A city scheme to house homeless families within a pair of Fourth Avenue residential developments was met with outrage during a public meeting at Seventh Avenue’s John Jay Educational Campus on May 1, where locals shouted, heckled, and booed at presenters from the Department of Homeless Services and its chosen operator for the upcoming refuge.
And it’s not because they don’t like homeless people — they’re just not willing to pay developers to house them, according to one Park Slope man.
“You want to pit the working class people of this city against the homeless,” said Bo Samajopoulos. “This is not about the homeless people — Brand Lander and [Mayor] Bill de Blasio are bailing out developers.”
Park Slope Councilman Brad Lander organized the meeting to discuss the city’s plan to install shelters in buildings at 535 and 555 Fourth Ave. slated to open this fall. The properties were originally built as market-rate rentals, before officials at the Department of Homeless Services worked out a deal with developers to house destitute families there.
The neighboring shelters will be run by nonprofit shelter operator Win and will feature a combined 253 units, along with childcare services and programs designed to help get down-and-out New Yorkers back on their feet and into permanent housing.
Both buildings will feature 24-hour security and surveillance, and will be offered exclusively to families, with the majority of residents expected to be women and children, according to Jackie Bray, first deputy commissioner at the Department of Homeless Services.
At the meeting, questions about the shelters’ effect on property values were quick to arise, with one Park Slope resident asking why the refuges couldn’t be sited in a less gentrified area.
“Why are the shelters being taken out of areas now marked for gentrification, like Sunset Park, and moved into areas that have already been gentrified,” asked Father Joe DeVincenzo.
Another woman asked about what effect the shelter’s pint-sized residents would have on local schools, claiming nearby PS 124 is already near capacity.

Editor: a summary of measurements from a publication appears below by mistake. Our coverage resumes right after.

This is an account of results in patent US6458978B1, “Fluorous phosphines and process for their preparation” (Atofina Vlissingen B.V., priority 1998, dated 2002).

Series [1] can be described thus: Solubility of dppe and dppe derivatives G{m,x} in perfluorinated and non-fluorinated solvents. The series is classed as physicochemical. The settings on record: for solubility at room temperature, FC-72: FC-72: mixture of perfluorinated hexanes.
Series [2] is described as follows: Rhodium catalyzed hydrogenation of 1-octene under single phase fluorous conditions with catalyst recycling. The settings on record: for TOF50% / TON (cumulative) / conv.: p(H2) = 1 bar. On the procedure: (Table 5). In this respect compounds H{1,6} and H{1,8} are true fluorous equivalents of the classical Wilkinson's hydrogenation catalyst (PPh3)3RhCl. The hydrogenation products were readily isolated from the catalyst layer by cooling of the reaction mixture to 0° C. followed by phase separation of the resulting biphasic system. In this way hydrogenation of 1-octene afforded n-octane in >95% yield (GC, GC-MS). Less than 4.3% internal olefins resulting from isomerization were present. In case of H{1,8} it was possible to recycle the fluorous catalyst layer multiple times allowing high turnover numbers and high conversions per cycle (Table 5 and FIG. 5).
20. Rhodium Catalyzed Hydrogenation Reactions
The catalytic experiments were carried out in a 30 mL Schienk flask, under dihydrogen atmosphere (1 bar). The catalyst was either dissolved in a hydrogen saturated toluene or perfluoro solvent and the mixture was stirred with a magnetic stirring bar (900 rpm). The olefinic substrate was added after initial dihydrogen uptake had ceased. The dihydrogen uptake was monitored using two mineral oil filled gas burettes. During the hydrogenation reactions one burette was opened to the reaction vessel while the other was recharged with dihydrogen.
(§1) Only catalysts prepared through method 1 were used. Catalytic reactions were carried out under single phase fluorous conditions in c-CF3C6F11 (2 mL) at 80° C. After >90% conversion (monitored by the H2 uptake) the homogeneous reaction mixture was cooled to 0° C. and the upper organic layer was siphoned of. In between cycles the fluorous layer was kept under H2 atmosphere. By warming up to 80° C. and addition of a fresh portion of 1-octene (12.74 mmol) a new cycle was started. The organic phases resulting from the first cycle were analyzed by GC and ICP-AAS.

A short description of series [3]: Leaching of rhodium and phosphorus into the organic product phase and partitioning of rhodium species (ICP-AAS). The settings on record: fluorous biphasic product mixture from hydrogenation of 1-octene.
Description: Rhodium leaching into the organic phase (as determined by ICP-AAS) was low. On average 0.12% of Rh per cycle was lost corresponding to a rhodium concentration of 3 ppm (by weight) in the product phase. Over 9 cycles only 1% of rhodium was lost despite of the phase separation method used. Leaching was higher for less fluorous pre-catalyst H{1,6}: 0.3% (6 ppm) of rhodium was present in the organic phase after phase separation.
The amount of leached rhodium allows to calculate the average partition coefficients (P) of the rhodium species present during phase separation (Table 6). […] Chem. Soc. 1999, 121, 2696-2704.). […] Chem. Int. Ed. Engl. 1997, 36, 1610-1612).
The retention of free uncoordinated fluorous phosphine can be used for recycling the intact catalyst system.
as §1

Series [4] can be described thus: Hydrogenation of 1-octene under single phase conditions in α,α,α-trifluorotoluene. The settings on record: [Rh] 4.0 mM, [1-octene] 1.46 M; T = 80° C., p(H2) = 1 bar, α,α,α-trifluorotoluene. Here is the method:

Bray, Lander, and former City Council Speaker Christine Quinn, who now serves as Win’s chief executive officer, struggled to address concerns expressed by residents as their audience at the packed high school auditorium shouted over them, and Quinn in particular was routinely drowned out by a chorus of boos.
The Homeless Services official claimed there’s “zero research” showing shelters reduce property values, and said the city bases its decision to site a shelter in a community based on the number of existing shelters there and its current population of homeless residents.
Lander addressed concerns about school overcrowding, saying he would work with city agencies and local school leaders to ensure there was space for the kids, but noted that many shelter kids tend to stick with whatever schools they’re already attending.
Beyond that, the properties were always planned for residential use, and would have likely attracted more students to local schools had they opened as market-rate rentals, although nobody made an issue of it until the shelters were announced, according to Lander.
“Both those buildings have been in construction for quite a while, and no one had brought any concerns about the capacity of the schools,” he said.
One Park Sloper scorned his neighbors, describing them as faux liberals for their harsh criticism of the city’s shelter plan.
“I must say to my neighbors who claim to be progressive, and post signs on their windows supporting Syrian refugees, if you’re against homeless people coming into our neighborhood, your against homeless people,” said Joel Berg.
Many locals did express support for the shelter, including one man who asked what community members could do to support shelter residents.
Quinn suggested volunteering during Win events for kids, including the shelter operator’s summer-camp program, in addition to wrapping free gifts for kids come Christmas time.
The audience would eventually boo her before she could finish describing opportunities to help the shelter residents.
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